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Shirtdetective
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Shirtdetective - find a shirt that fits
Shirtdetective - find a shirt that fits

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Interview with Sung Jo of Standard Shirts


I spoke recently with Sung Jo, one of the co-founders of Standard Shirt, about their shirts and business plans. https://www.standardshirt.com/

A summary of our discussion is below.

Shirtdetective [SD]: Can you give a history of Standard Shirt?

Sung Jo [SJ]:  Standard Shirt has three co-founder. I have  background in marketing, particularly digital marketing. My brother works in finance and a friend worked in consultancy, working with start ups. In addition, my father has been working in the textile industry for 30 years, supplying textiles to large US chain stores. He has the logistics knowledge.

SD: How did you go about designing the shirts?
 
SJ: We were all unsatisified with what we could find off-the-rack, and bespoke options were over-priced. We decided to offer something better and all had a role in designing the shirts. We started by buying different brands of shirts that we liked, or shirts where we liked a particular aspect. For example, if we liked the collar, or the cut of the shirt. We bought many of the common brands, including Brooks Brothers, Charles Tyrwhitt and Thomas Pink.  We learnt a lot from that.  
 
For sizing, we wanted a slimmer fit as that’s what we wanted to wear and that’s the way the market is going. We also did some testing with friends.

SD:  You offer quarter inch neck sizes.  That’s not something I’ve seen elsewhere.

SJ: We are aiming for a consumer who is considering buying a made to measure shirt. Offering the quarter inch collar sizes makes our offer attractive to those kinds of consumers. Our typical customer is someone who educated about shirts and knows what they like and don’t like.

SD:  You also have a successful sizing guide. I find it strange that on forums individuals will give a height and weight and then ask for a shirt that fits. For me you have to give at least a collar and arm size.  However, that said, your sizing engine worked well for me.  It’s based on t-shirt size, a question about slim fit shirts, and a height question. How does it work?

SJ:  The T-shirt size question gives the starting point and helps with collar size.  The slim cut question also helps with the sizing and the collar size. The height question helps with the arm length, as people above 5’10 tend to have a certain arm length proportions and those below 5’10 a different proportion.  Some customers complain that it doesn’t work them. For most, including you, it works well.

SD: And the material?

SJ: The types of cotton and the weave was one of the things we looked at in other shirts.  For us, the 80 thread count is the best trade-off. The 100 thread count was too expensive and the 80 looked a felt better than the 100 thread count.

SD: What about the construction, specifically the collars?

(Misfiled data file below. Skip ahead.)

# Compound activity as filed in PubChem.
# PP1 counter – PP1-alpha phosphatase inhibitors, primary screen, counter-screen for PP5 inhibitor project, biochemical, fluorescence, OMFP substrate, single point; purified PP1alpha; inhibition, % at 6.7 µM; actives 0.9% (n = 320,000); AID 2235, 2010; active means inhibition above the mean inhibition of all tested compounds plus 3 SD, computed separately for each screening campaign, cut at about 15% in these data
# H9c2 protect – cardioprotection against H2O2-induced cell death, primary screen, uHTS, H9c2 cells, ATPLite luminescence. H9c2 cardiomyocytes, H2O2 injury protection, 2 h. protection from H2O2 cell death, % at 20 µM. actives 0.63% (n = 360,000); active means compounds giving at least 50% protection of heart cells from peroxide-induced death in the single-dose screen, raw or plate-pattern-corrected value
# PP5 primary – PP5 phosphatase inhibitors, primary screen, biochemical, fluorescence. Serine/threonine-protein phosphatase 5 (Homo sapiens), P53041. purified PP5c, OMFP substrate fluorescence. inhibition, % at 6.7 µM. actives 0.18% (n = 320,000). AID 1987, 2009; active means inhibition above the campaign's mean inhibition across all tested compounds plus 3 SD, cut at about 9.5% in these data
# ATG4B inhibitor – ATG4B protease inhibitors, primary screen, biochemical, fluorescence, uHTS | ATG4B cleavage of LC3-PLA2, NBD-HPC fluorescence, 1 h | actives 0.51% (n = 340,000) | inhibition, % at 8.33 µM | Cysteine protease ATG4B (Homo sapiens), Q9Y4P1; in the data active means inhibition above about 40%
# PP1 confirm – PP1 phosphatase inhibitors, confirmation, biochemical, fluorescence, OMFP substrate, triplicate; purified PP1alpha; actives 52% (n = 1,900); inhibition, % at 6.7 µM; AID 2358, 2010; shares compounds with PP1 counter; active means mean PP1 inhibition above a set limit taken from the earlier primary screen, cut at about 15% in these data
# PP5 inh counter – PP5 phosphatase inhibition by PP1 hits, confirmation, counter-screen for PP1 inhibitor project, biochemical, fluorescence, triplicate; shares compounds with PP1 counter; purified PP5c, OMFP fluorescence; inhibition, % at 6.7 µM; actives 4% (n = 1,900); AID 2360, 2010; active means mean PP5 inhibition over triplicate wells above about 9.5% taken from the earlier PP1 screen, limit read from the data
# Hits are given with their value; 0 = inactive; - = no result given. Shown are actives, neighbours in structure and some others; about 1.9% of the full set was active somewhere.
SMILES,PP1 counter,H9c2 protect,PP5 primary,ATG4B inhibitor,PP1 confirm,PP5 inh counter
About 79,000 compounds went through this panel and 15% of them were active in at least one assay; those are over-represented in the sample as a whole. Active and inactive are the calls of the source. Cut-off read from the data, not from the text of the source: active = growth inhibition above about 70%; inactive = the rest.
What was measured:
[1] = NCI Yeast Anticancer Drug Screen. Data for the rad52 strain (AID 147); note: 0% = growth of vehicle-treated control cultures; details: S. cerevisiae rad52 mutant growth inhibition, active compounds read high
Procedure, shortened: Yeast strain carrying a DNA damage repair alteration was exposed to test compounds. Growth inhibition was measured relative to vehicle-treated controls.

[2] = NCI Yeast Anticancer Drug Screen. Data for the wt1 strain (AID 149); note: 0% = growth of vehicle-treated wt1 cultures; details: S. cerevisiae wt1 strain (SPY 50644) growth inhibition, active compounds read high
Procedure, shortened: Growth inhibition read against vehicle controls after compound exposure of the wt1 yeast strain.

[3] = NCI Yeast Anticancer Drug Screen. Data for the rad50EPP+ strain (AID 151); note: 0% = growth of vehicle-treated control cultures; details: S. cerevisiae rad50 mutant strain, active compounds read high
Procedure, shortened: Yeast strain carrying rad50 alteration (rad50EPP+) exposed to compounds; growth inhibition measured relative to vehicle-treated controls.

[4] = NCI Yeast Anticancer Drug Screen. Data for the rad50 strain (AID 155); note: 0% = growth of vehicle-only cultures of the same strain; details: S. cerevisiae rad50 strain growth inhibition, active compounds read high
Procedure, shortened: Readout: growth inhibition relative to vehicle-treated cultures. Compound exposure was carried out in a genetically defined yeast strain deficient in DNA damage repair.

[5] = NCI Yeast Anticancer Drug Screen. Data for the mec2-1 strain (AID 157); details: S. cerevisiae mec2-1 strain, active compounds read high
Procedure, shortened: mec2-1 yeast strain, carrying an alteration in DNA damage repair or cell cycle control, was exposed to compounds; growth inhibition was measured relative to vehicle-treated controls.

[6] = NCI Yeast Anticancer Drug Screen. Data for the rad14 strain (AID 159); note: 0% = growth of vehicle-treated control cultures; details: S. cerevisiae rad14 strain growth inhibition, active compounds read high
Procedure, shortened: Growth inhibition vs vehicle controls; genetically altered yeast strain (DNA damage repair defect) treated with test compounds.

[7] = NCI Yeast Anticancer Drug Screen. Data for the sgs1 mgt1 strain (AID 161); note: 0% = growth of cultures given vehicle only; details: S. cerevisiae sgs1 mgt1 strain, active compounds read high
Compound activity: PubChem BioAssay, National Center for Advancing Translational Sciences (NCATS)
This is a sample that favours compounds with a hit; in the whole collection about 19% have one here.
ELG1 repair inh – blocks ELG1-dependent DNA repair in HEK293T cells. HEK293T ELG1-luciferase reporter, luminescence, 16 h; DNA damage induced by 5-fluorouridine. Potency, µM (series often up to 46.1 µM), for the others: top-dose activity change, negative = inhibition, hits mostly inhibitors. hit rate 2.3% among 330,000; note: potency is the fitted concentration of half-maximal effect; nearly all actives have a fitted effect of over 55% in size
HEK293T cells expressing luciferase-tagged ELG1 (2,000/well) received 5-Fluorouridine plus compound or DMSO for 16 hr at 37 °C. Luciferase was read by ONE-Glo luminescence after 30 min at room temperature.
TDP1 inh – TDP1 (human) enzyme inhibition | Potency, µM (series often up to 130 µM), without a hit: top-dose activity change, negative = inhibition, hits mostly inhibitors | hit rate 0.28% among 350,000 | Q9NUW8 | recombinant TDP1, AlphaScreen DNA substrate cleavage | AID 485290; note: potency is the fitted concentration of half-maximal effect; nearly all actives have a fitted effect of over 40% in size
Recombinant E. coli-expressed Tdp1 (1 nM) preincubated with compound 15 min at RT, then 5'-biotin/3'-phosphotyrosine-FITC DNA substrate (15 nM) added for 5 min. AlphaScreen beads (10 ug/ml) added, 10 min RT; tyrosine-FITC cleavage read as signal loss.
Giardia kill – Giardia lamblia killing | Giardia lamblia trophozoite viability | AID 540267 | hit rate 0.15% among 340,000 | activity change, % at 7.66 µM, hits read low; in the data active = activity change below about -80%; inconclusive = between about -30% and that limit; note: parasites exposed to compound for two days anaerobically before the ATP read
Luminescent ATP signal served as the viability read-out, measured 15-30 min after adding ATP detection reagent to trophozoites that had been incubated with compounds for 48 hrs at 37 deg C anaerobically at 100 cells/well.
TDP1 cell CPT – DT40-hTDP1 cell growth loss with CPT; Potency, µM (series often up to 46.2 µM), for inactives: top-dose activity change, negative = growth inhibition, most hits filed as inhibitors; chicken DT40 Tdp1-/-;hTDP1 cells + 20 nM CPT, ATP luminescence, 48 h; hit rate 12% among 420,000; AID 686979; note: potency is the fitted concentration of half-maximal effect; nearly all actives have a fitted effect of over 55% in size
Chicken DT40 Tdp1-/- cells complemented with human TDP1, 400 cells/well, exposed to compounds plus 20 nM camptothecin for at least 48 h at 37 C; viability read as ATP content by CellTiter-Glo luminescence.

SJ:  We went for a fused collar, but the placquets aren’t fused.

SD: And Non-Iron?

SJ: We decided not to go non-iron as they are all chemically treated. The consumers buying our shirts appreciate the benefits of a good shirt, rather than just pulling something out of the dryer and putting it straight on.

SD: The range is restricted at the moment, with just one colour and cut, with two different collars.  Are you looking to expand the range?

SJ:  At the moment we’re focussing on continually improving the shirts.  We’re still learning and get feedback from customers. Our aim is to become the standard white shirt which men purchase for both work and play.  After we have nailed that then we’ll start to think about expanding the range.  We get feedback from customers and bloggers who say they like the shirt, but we don’t have their size.

SD: In which areas would you think to expand?

SJ: The first step would be to add to the colours, probably expanding the range to blue and pink.  Then we’d look at expanding the range of cuts.

SD:  Sounds like you have things well thought out. Which others shirt makers do you think are taking the right approach?

SJ:  I like the way Kamakura operate.  They are offering a good quality shirt, with slim sizing, and doing a good range of colours and patterns. Other firms doing it right are Hugh and Crye and Combatant Gentlemen.

SD:  Thanks, I was aware of those Kamakura, but not Hugh and Crye or Combatant Gentlemen. I’ll take a look.  Thanks for taking the time to talk to me.

SJ: No problem. Good luck with the website.


More detail on Standard Shirts can be found here http://www.shirtdetective.com/standard-shirts/
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Interview with Neil Grant of Dalvey

I spoke with Neil Grant, a director at Dalvey  recently, about their shirts.  It provided an interesting insight into design and manufacturing in the shirt business and I’ve written it up below.
 
Shirtdetective [SD]: can you give me a short history of the company?
 
Neil Grant [NG]: Dalvey was originally a musical instrument manufactory, specialising in the crafting of Highland bagpipes.  We exported to many countries, including North America, the Middle East and Asia.  My father, the current MD of the company, was a competing piper himself.  It was the high-craft skills of musical instrument manufacture (a very precise art) that provided the basis for our initial move into high quality men’s accessories – the original product to take us in this direction was the iconic Dalvey Flask.  Today, our largest single market is Italy, where the Dalvey range is carried by around 300 (mostly independent) retailers.  Other significant markets are the US, Germany and Russia.
 
SD: And the shirt side of the business?